The IRS and Authorized IRS e-file Providers share the responsibility of protecting IRS e-file from fraud and abuse. Providers should be proactive in detecting fraud and abuse. Providers have a major responsibility for the detection and prevention of IRS e-file fraud and abuse. Fraudulent and/or abusive practices should be reported to the IRS whenever detected. The full cooperation of e-file providers with any IRS investigation is expected. The Provider should furnish upon request any information and documents related to returns which IRS considers may be fraudulent or abusive.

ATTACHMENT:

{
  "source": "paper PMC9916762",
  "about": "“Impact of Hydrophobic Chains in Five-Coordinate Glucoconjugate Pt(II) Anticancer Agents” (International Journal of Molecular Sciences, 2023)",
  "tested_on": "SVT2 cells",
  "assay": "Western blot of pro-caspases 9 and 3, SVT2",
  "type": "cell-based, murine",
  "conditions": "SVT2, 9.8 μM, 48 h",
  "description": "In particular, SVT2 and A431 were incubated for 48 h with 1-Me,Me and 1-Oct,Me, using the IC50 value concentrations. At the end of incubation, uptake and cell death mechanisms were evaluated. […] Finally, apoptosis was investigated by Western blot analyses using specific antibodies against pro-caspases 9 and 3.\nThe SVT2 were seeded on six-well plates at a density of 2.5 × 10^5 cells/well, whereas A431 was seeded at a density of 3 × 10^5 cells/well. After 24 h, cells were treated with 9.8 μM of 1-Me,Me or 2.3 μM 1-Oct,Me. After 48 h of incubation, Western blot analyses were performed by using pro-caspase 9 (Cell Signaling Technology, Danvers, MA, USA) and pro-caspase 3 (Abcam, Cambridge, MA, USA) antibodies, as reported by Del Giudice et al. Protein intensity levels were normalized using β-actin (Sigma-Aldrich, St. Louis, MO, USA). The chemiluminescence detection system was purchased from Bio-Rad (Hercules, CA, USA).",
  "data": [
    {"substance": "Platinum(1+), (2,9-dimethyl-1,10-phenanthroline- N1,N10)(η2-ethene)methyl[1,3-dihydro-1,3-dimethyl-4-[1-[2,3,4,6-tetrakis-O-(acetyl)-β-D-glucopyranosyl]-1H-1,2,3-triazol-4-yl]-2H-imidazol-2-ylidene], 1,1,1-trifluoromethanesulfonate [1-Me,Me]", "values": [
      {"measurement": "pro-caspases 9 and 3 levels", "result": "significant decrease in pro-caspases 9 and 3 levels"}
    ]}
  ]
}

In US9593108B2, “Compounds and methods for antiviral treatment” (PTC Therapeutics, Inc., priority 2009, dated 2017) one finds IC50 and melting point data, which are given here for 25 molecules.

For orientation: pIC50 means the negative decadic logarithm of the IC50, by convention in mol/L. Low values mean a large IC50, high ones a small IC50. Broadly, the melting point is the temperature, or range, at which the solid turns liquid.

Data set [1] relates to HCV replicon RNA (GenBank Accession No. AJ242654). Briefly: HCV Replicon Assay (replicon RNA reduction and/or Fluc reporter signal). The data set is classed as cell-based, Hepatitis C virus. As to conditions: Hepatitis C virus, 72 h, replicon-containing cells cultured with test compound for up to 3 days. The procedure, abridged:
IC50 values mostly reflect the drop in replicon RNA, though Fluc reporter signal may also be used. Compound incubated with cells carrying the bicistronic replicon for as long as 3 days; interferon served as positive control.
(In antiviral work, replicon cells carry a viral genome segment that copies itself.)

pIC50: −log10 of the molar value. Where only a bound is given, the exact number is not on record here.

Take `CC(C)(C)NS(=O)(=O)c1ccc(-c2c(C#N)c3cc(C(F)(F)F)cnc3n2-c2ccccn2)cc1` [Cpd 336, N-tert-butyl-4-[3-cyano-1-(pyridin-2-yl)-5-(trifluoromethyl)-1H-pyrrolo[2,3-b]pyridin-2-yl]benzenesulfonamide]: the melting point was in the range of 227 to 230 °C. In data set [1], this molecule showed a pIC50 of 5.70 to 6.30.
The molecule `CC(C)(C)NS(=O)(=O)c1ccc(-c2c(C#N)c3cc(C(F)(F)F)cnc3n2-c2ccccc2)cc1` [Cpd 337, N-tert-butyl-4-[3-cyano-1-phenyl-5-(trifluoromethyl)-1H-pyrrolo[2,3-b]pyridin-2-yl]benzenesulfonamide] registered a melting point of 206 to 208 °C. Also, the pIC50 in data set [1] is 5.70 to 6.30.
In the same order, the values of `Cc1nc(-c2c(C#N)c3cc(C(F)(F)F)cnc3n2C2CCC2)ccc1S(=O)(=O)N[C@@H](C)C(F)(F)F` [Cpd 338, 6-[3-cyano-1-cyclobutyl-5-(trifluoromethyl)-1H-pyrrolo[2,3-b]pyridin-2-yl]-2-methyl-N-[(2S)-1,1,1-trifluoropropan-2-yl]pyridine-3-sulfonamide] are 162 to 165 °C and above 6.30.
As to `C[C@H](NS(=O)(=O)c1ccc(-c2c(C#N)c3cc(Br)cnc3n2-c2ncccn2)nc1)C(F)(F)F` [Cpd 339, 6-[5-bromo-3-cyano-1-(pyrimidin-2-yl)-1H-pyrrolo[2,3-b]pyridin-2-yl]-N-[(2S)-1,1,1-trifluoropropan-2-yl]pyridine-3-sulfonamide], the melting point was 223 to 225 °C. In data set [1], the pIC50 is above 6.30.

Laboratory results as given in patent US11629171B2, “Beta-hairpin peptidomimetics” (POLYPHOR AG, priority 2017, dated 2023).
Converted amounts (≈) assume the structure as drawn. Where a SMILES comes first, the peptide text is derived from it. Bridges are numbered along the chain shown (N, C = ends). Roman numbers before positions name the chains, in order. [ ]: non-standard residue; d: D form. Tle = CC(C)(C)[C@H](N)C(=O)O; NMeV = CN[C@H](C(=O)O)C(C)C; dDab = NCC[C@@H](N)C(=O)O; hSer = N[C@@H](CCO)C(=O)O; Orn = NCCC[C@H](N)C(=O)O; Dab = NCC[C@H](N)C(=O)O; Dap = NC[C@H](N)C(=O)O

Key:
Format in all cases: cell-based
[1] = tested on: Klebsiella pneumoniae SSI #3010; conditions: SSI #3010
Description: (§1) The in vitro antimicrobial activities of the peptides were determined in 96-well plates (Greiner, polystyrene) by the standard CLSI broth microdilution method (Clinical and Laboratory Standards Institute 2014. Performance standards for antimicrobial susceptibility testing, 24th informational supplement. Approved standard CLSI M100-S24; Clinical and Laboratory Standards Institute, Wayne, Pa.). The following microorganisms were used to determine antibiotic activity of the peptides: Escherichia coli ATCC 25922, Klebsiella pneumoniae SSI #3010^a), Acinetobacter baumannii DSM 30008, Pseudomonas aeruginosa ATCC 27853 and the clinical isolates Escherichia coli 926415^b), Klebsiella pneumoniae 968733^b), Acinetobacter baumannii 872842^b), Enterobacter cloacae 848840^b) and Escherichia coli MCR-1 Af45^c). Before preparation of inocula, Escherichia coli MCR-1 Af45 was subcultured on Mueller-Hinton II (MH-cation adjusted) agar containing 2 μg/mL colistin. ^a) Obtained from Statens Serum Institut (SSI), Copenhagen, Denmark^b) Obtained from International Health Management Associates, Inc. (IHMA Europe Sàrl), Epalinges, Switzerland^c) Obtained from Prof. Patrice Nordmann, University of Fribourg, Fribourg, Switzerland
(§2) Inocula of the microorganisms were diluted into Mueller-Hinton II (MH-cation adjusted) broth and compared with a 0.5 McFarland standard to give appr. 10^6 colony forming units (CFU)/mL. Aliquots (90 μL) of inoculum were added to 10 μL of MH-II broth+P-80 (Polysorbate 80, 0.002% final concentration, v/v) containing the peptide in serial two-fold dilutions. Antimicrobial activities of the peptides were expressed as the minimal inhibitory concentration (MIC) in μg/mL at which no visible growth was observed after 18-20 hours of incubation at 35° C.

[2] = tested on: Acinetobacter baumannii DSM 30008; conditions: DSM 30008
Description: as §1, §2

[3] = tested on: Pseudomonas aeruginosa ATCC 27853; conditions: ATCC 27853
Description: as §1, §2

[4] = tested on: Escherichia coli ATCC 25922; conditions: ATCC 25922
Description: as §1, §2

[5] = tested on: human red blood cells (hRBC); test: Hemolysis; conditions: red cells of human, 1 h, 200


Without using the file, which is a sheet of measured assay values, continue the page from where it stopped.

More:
Some examples of abusive or fraudulent are the following:
The e-file Provider detects multiple returns with the same address, or
Filing status questions are not satisfactory. They are ambiguous or do not answer the question that the tax preparer needs to be answered to determine appropriate filing status, or
Self-employed taxpayers do not provide satisfactory documentation to support claimed income and expenses.
A “fraudulent return”* is a return in which the individual is attempting to file using someone else’s name or SSN on the return or where the taxpayer is presenting documents or information that have no basis in fact. A “potentially abusive return”**
is a return the taxpayer is required to file but may contain inaccurate information and may lead to an understatement of a liability or an overstatement of a credit resulting in production of a refund to which the taxpayer may not be entitled.